It Runs In The Family: Understanding More About Your Ancestors
In the quest to uncover our family history, we turn to written records, the family album and even heirlooms. However, they can often be difficult to interpret and sometimes pose more questions than they answer: Why didn't my ancestors smile for the camera? Why did great-grandfather wear a beard while his sons were clean-shaven? Why is my great-grandmother holding flowers in this photograph? Drawing on evidence from social history, women's history, and the histories of photography, art and fashion, and using examples from the lowly as well as the famous, Ruth Symes explores many aspects of ordinary life in the past - from the state of the nation's teeth, to the legal and economic connotations of wearing a wedding ring and even the business of keeping a dog. This fascinating volume aims to help family historians get to know their elusive ancestors by deciphering the wealth of personal and historical clues contained in photographs, documents and artefacts.
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It runs in the family' is an easy to read, straightforward account of how we can interpret information from documents, photographs, artefacts and heirlooms to discover our ancestors' characters and social standing. Each topic is interspersed with interesting illustrations. The book covers personal appearances and what can be discovered from studying stature, eyes, teeth, hairstyles, beards, distinguishing features and tattoos. It also explores other aspects of life including pets, fashion, perfume and clothing, even down to what we can discover from buttons!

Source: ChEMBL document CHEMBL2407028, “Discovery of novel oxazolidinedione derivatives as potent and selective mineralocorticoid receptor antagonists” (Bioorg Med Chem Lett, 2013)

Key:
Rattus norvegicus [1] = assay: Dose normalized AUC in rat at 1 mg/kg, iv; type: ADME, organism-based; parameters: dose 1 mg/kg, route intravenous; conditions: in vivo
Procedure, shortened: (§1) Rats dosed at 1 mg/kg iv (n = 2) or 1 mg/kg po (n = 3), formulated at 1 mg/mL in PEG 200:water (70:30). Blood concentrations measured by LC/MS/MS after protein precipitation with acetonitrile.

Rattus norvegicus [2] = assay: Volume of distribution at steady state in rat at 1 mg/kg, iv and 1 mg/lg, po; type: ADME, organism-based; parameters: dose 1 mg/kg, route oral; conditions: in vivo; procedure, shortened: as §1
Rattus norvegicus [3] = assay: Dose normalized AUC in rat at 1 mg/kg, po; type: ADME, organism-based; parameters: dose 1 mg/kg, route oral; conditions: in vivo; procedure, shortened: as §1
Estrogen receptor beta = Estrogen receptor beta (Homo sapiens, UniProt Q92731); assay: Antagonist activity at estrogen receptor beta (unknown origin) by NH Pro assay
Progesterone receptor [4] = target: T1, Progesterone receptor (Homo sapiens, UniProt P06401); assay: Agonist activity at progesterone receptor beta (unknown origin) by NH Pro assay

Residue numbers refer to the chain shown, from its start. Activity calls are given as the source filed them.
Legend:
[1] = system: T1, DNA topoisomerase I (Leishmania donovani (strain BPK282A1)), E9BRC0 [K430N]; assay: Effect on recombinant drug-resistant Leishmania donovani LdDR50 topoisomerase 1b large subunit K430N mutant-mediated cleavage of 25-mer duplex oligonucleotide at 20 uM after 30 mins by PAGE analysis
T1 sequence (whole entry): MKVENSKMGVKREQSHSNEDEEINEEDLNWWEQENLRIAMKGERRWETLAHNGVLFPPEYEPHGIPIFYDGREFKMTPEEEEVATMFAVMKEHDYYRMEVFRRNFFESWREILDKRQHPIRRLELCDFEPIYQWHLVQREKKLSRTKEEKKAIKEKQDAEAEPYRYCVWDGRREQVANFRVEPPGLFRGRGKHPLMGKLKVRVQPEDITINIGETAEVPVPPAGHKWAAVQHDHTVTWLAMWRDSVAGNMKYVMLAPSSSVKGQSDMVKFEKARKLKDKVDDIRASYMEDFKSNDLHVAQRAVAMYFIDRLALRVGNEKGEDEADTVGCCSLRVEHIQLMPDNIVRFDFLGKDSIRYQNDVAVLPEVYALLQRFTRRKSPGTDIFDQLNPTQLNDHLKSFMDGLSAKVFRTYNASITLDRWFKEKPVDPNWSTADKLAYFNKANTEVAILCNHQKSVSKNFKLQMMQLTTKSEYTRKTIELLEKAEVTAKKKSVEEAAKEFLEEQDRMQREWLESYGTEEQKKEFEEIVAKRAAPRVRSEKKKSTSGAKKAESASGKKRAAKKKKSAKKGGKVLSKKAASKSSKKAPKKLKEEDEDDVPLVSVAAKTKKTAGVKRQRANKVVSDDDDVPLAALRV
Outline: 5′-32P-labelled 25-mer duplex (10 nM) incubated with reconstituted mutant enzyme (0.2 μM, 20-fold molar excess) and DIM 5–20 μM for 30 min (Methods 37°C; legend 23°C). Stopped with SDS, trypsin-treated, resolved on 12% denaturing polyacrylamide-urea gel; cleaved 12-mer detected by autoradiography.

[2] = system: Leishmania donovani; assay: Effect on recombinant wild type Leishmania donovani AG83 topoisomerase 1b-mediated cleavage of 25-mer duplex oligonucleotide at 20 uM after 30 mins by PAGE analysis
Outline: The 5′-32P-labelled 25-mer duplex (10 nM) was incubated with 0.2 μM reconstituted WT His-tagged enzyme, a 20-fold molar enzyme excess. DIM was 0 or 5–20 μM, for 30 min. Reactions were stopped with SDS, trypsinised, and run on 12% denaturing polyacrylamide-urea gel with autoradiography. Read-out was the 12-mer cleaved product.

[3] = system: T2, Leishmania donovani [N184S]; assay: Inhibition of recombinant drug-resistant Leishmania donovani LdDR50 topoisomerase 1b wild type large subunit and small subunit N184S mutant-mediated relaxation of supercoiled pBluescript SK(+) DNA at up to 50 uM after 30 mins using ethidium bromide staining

Ruth A. Symes provides an insight into how life was in the past which helps us understand more about our ancestors as products of their time and how fashions and times influenced their lifestyle regardless of social class. In order to extend knowledge and understanding the author provides further reading lists and website addresses at the end of each chapter. After reading this book we realise the importance of giving prominence to those small matters previously overlooked that help to look at our family in a new light, uncovering information that was there but for the need of interpretation.
If you want to get to know the ancestors in your tree as individual personalities then you should find plenty of hints and information to achieve your aim. Maybe you will discover an aspect where 'it runs in the family'.
The Friends of The National Archives